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Addiction Counselling Services Hong Kong Google+
Alison McClymont Pscyhotherapy - Hong Kong

Hong Kong Based Addiction Counselling Services

Addiction

The decision to come to therapy for an addiction is always a difficult one, it is an often quoted phrase that “admitting you have a problem is the first step”, and never is this more true than in the case of the treatment for addiction. Addiction is commonly thought of as drug or alcohol dependency but it can come in many different forms. Some of the most common are listed down below, this list is not exhaustive however, and there are many others that might affect you or a loved one:

  • Alcohol
  • Drugs (both prescription and recreational)
  • Sex
  • Gambling
  • Internet browsing/online gaming
  • Pornography
  • Food (can be in the form of both restrictive food patterns and binge eating)
  • Exercise
  • Shopping

The majority of the above can be indulged in without becoming an “addiction”. But what happens if something seemingly fun and harmless such as shopping, going for a run or enjoying a glass of wine with friends, becomes something more dysfunctional?

The key point here is “function”- if the compulsion to use a substance or partake in an activity begins to prevent you from “functioning” at what would widely be considered a normal level, then it may be possible that you have an addiction. If for example you regularly drink (once a week or more) to the point of “blackouts” or memory loss, or if your shopping habit has racked up insurmountable debt, or your internet use is preventing normal, healthy sleep patterns- this might be considered dysfunctional. If you begin to forgo social invitations for events you may have previously enjoyed to perform activities such as online gaming or gambling, or if you are regularly exercising to the point of vomiting, or if your “diet” prevents you from enjoying normal social activities- this may be considered dysfunctional.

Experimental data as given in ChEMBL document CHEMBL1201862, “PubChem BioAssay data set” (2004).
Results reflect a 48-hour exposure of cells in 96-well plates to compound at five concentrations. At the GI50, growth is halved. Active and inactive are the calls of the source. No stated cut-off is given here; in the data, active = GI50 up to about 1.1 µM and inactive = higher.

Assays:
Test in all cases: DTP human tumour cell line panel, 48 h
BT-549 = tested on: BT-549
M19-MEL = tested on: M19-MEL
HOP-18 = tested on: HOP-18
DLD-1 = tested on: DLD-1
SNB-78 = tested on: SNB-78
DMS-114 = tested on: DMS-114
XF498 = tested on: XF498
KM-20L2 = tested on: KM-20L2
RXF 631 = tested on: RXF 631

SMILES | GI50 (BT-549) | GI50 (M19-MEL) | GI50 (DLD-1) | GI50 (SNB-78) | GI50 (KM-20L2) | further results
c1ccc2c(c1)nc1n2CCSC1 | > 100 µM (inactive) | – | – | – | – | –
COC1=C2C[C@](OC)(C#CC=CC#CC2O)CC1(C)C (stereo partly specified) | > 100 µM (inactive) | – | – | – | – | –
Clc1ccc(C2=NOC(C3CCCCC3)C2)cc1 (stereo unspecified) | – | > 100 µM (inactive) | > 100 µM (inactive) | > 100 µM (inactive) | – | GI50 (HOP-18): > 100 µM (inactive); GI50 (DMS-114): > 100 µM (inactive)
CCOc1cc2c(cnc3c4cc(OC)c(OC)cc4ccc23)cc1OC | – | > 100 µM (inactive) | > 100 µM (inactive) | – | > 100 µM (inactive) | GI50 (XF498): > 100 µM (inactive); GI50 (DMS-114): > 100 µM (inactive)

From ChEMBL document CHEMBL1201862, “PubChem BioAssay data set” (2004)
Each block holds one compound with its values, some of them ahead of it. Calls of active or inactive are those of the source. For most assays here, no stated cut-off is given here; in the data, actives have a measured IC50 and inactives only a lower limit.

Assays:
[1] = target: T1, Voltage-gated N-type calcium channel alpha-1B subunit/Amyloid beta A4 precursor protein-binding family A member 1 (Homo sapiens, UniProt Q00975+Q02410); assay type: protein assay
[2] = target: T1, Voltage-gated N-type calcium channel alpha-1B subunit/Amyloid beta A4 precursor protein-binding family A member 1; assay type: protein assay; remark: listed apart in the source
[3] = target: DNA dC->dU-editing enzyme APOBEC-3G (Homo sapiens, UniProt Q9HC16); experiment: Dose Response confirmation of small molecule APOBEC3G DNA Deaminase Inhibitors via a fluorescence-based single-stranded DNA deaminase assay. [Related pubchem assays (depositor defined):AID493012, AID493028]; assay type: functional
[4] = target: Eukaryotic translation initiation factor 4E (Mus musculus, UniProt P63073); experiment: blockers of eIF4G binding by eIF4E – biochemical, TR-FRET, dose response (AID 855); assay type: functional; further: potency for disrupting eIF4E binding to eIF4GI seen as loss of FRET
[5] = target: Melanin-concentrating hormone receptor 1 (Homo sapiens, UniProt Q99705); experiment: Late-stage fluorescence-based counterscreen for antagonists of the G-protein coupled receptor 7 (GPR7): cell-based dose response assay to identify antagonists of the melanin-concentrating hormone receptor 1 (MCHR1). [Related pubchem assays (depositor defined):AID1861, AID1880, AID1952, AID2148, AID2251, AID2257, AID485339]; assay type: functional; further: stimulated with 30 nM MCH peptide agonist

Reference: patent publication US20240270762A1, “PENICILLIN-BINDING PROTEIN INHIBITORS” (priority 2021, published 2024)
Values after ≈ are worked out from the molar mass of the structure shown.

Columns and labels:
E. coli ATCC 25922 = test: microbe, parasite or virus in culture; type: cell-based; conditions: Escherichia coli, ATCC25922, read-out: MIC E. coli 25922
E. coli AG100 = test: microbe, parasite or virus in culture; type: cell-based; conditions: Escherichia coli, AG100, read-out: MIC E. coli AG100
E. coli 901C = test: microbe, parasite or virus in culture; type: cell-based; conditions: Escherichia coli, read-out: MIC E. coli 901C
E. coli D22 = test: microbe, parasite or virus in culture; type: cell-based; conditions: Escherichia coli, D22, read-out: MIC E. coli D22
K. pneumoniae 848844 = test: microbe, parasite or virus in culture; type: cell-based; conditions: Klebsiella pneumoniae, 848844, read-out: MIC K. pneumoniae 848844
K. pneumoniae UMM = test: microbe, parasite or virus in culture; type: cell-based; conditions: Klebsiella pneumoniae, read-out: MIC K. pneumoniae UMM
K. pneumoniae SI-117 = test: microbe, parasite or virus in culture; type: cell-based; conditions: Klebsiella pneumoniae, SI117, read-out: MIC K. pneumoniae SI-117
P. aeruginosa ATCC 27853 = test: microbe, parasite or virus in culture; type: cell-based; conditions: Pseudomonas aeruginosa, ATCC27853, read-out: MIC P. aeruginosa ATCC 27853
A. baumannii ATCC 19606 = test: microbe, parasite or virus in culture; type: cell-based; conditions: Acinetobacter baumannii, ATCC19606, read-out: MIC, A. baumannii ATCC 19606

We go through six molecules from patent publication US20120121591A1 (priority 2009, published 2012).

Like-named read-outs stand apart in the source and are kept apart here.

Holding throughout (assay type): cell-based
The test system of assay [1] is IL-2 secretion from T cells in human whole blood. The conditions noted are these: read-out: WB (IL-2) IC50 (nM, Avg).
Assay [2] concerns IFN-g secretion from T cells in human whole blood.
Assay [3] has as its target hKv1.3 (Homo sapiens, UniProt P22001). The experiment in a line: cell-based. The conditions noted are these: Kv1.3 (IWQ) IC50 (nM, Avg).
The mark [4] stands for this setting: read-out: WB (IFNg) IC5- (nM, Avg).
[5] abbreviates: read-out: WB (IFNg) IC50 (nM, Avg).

Not all of the above currently exist as diagnosable conditions in the DSM V (2013), but particularly in the case of more “modern phenomena” addictions such as internet and gaming addictions, there is now movement for the introduction of these, as a diagnosable disorder. There has been discussion around the growing prevalence of internet addiction in Asia in particular, and one study (Zhang, Amos, McDowell: 2008) claims that it has a much higher prevalence here than in the United States or other comparable economic regions. Studies have shown that in adolescents this addiction may result in increased hostility and aggressive behaviors (Ko, Chen, Liu.2009), and (Ko, Chen, Chen, 2009), amongst other more common behavioral patterns in addiction. Whilst this addiction is considered relatively “new”, it can still be treated with the same methodologies as other more publicized addictions.

Addictions have differing effects depending on the nature of the substance, or the activity to which the sufferer becomes addicted, but in a wider sense the following behaviors may be observed:

  • Lying or “covering up” the extent of the addiction. Falsifying stories to “justify” addictive behavioural patterns
  • Stealing (if the addiction requires money to supplement it)
  • Missing work or social commitments in order to indulge in a particular activity
  • Losing track of time whilst performing an activity such as gambling or online gaming
  • Experiencing a “high” whilst partaking in an activity or substance
  • Finding it difficult to stop using the substance or activity even if it is negatively effecting other areas of your life
  • Work colleagues or loved ones have expressed concerns about your behavior
  • Denial that your behaviour is having any negative effect on you
  • Depression or general feelings of low self-worth
  • Aggression, particularly when faced with situations where you cannot feed the “addiction”, or when challenged about your addiction
  • Becoming more reclusive or spending time only with other like-minded people who indulge your addiction
  • Obsessive thinking about the activity or substance

Help is however available and Alison offers addiction counseling services using a wide variety of treatment methods including CBT, interpersonal counselling, and creative therapy to help you overcome whatever you may be facing. There may be certain scenarios where outside assistance may be required to manage the physical effects of addiction- such as in the case of substance or alcohol addiction, and Alison can talk these through with you. The primary focus is always on your physical and emotional wellbeing and Alison will guide you through the process to help you get the support and assistance you need.

For more information about addiction counselling services in Hong Kong,please don’t hesitate to get in touch.

1. Zhang L, Amos C, McDowell WC. A comparative study of Internet addiction between the United States and China. Cyberpsychol Behav. 2008;11:727–729
2. Ko CH, Yen JY, Chen CS. Predictive values of psychiatric symptoms for Internet addiction in adolescents: a 2-year prospective study. Arch Pediatr Adolesc Med. 2009;163:937–943. [PubMed]
3. . Ko CH, Yen JY, Liu SC. The associations between aggressive behaviors and Internet addiction and online activities in adolescents. J Adolesc Health. 2009;44:598–605.